Something Must Be Done About Prince Edward County

by Kristen Green
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Something Must Be Done About Prince Edward County Characters

The main characters in Something Must Be Done About Prince Edward County include Kristen Green, Elsie Lancaster, and Barbara Rose Johns.

  • Kristen Green is the author and narrator of the book. She is a journalist who returns to her hometown of Farmville, Virginia, to understand her town's and her family's complicated history.
  • Elsie Lancaster was Kristen Green's nanny. When Farmville closed its public schools in 1959, Elsie was forced to send her own daughter away but continued working for Kristen's family.
  • Barbara Rose Johns was a student at Farmville's Moton High School who led a historic strike against segregation in the schools in 1951.

Characters

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Last Updated on April 17, 2020, by eNotes Editorial. Word Count: 1958

Kristen Green

The character of the author, Kristen Green, is the thread tying together all the chapters of Something Must Be Done About Prince Edward County: A Family, a Virginia Town, a Civil Rights Battle. Kristen’s narrative is honest, and she takes care to share her own dilemmas and discoveries with the reader. She begins with memories of being a happy, much-loved child who adored her grandparents and was accustomed to being cared for by their housemaid, Elsie. Her growth into adulthood is marked by a number of discoveries, some of which are sharply painful, like finding out that her maternal grandfather, Samuel Cecil Patteson, or “Papa” as she knew him, was not a passive bystander but one of the people who actively resisted integration in public schools following the Brown v. Board of Education ruling about segregation in schools being unconstitutional. This resistance by the white community in Farmville led to the establishment of the Prince Edward Academy, a whites-only private school. Kristen acknowledges her love for Papa and her grandmother, whom she called Mimi, right at the start of the book. But she also reveals how she has returned to Farmville, Virginia, a changed person who wants to understand her own and the town’s history.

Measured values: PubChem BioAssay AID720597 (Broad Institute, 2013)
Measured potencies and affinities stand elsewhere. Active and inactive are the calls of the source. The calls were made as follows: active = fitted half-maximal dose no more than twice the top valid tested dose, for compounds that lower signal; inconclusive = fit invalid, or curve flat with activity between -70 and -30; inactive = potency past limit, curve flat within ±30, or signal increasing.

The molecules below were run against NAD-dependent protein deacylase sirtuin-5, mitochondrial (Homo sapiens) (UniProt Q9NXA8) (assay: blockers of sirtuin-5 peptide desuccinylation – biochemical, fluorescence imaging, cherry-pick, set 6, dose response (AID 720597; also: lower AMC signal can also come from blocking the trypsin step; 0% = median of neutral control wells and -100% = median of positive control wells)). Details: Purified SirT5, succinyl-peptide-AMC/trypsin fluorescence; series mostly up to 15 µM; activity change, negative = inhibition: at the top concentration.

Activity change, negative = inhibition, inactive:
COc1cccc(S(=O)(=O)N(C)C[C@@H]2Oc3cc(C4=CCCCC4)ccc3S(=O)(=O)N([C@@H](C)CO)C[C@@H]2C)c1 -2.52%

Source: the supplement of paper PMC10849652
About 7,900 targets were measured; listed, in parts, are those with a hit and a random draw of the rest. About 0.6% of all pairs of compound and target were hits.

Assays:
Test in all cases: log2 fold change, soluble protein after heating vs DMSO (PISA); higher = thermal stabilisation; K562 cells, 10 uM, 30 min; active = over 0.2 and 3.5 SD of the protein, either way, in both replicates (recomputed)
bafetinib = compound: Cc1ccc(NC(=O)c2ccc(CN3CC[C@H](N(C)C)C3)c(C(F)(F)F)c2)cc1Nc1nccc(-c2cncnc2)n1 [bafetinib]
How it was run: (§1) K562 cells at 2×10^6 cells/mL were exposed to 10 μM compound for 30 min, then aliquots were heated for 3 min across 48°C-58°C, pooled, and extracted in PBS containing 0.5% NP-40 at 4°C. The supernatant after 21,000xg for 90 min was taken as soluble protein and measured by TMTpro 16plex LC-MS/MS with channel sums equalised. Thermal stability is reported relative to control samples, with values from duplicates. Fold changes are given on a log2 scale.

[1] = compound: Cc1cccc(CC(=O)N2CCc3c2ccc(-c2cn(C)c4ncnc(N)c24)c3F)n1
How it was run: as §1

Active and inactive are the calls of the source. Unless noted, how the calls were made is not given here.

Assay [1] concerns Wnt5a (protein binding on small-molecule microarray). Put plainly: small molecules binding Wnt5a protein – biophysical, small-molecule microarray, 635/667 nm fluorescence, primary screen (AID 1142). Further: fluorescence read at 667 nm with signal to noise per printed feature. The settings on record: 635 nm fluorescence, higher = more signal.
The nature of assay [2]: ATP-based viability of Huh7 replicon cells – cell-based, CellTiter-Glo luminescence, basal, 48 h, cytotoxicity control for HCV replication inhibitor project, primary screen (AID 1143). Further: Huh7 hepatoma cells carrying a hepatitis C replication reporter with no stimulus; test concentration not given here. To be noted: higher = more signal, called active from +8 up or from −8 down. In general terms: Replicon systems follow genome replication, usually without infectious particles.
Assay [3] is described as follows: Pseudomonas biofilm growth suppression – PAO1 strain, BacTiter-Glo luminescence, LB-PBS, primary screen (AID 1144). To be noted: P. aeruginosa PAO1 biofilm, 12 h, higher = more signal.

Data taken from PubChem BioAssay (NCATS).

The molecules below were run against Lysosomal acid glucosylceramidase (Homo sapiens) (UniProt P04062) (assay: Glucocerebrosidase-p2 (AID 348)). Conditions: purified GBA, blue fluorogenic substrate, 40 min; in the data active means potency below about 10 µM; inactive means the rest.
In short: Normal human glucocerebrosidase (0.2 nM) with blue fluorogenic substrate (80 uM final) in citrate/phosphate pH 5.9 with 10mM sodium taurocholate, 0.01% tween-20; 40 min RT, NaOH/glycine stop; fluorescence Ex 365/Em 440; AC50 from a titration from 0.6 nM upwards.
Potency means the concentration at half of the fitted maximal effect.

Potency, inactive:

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I had changed. By then, I had lived outside the South for nearly a decade and traveled extensively. After college I moved to Oregon, then California, before crisscrossing the country again, bound for Massachusetts . . . I had worked as a reporter since graduating from college, focusing my efforts on people of color and the poor, those that newspapers tend to overlook.

Kristen’s falling in love with and later marrying a multiracial partner and having daughters for whom she wants a diverse, inclusive milieu reveal the struggles of parenting and trying to strike a work-life balance. Her growing awareness comes through as a series of valuable turning points, one of which happens when she is at Mary Washington College and writing for The Bullet, the college paper. Her professor, Steve Watkins, chides her for assuming that people who sound “nice” are also “good.”

Watkins’s lesson would still resonate twenty years later. Prince Edward County’s leaders were well-mannered Southern gentlemen. They had also closed the schools. Nice doesn’t mean good.

A haunting sense of loss, as she unravels more and more of the struggles of Farmville’s “Lost Generation,” pervades Kristen’s efforts through a large part of the book. She and her husband have chosen to return to Virginia after having lived a happy enough life in Boston with their two infant daughters. Not only do they move to Richmond, but Kristen also rents a home in Farmville for a summer to continue research and interviews for her book. She is determined to look beyond the story she “grew up believing” and answer the question that has remained at the back of her mind: “What is wrong with my hometown?” It is when she has gone to attend a service at the First Baptist Church and is hearing her childhood nanny, Elsie Lancaster, sing that...

(The entire section contains 1958 words.)

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